Is it true you tell the players that if they want to be rewarded by playing on the pitch, they also have to do something for the community?

“Yeah, 100%. When I started the football club, I wanted the local people to engage with us. So how do you get people to engage with you? You volunteer for your community. So the whole thing was like, ‘Let’s get out there and let the community know about us. Here we are, let us do these good deeds in helping out.’

“At the same time, the volunteering in the community is helping the young players grow. We have young people interacting with elderly people and these generations don’t generally mix unless they are your grandparents. The volunteering gives the youth a sense of responsibility and also, they get to mix with other people that they wouldn’t normally socialise with. For us it was very important: if you want to play for the football club, you have to volunteer. As we come towards Christmas, especially as it gets colder, we need to get out there and help the homeless.”

You’ve been working with Hackney Wick FC to tackle knife crime, which is a major issue for young people everywhere...

“Yeah, that is what I mentioned earlier about the tournament for the 32 boroughs. All these kids are scared to go to other boroughs because these kids must look different to them or it’s dangerous for them. I was like, ‘Come together, no matter what area you are from. London is fluid, if you are from Richmond, if you are from Hammersmith, if you are from Kensington, it doesn’t matter.’ That is what we did and we also had a job fair. We had Barclays Bank there, media companies, different organisations all offering the youth employment opportunities and work experience.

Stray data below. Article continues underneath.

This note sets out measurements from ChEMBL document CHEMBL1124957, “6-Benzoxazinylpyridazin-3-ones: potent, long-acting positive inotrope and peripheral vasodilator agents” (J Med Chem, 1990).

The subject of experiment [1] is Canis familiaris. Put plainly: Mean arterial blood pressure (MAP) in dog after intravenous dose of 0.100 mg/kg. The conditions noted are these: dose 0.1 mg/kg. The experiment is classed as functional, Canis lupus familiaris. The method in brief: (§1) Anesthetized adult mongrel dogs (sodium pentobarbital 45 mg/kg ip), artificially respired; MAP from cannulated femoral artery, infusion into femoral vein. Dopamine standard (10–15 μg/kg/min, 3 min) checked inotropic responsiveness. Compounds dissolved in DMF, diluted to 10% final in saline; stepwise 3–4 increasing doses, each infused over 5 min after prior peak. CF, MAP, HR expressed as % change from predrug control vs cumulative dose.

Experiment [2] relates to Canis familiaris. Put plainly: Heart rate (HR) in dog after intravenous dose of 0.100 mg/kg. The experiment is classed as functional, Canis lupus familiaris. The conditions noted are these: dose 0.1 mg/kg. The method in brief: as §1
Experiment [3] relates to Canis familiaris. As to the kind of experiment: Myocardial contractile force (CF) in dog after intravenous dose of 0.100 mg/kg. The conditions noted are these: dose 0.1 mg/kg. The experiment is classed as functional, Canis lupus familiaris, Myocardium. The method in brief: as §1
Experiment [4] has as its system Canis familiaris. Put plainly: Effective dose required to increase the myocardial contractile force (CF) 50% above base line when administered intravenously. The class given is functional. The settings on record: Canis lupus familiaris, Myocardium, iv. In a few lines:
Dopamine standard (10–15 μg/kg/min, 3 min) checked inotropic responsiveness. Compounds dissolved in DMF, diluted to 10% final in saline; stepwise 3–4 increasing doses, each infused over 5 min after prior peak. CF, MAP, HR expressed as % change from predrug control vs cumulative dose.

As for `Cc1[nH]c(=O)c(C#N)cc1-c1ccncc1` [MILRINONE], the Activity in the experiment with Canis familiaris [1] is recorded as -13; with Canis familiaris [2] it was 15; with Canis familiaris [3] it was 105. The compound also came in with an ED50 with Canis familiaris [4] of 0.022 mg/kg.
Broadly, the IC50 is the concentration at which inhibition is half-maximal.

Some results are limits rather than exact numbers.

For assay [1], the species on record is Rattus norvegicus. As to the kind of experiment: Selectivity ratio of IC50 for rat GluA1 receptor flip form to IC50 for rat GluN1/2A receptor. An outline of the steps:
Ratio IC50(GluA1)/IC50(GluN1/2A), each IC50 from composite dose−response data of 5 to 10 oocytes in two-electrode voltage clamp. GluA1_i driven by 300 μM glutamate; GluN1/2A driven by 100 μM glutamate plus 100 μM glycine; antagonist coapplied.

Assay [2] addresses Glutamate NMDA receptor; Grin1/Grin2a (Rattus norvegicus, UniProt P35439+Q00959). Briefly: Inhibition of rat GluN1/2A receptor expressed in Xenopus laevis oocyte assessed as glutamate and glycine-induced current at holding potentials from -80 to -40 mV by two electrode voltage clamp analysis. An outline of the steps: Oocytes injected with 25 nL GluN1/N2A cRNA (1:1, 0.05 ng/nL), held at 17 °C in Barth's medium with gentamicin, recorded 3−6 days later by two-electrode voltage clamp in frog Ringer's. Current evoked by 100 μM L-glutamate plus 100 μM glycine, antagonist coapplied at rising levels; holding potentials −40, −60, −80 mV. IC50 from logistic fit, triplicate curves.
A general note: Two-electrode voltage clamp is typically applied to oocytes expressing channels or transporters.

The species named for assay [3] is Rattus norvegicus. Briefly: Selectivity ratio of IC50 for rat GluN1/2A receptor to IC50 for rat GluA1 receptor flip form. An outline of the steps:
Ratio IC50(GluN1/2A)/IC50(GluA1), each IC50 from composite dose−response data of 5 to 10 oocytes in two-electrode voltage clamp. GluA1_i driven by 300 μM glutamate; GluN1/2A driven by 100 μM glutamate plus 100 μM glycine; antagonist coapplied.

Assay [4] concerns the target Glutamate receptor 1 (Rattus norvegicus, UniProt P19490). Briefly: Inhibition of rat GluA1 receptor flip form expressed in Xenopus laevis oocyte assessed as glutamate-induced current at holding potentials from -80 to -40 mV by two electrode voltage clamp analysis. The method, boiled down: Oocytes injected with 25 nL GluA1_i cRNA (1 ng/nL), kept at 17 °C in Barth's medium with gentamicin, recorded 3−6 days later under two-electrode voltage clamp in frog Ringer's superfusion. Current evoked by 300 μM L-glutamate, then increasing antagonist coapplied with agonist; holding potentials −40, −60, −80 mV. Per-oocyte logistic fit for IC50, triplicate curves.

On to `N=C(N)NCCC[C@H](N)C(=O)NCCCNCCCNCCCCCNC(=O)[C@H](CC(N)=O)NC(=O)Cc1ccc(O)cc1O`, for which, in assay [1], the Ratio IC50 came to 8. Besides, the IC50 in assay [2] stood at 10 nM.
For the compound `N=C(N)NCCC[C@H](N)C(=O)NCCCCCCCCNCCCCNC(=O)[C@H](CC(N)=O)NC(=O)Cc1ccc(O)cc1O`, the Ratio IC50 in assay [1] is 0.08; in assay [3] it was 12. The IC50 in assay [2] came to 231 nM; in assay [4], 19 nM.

“We also had the United Against Knife Crime match, where I brought together all the celebrities, UK rappers and grime artists that get stigmatised for some of their lyrics. I put them all together under one roof and said, ‘Let’s have a football match and bring about a moment of peace.’"

You’ve got an actual deal with Nike, which can’t be common at your level of English football…

“Nike found out about my story and they reached out from the States and said, ‘Hey, look, we love what you are doing. We want to make you guys your own kit.’ So I actually invited them over, and instead of making a kit over there, I said, ‘Why don’t you come and meet some of our youth, and let’s do some workshops.' 

So we did three or four workshops last summer and our kids actually designed those kits. The home kit was released in July of this year and sold out worldwide.”

It really is an incredible story. You went from prison to launching a one-team club TV show to now boasting over 15 teams…

“We have women’s teams, girls’ teams, boys’ teams… altogether we have between 17 and 20 teams. I say ‘between’ because some teams are ‘A’ teams and some are ‘B’ teams, so that counts as 2 different teams under the same age group.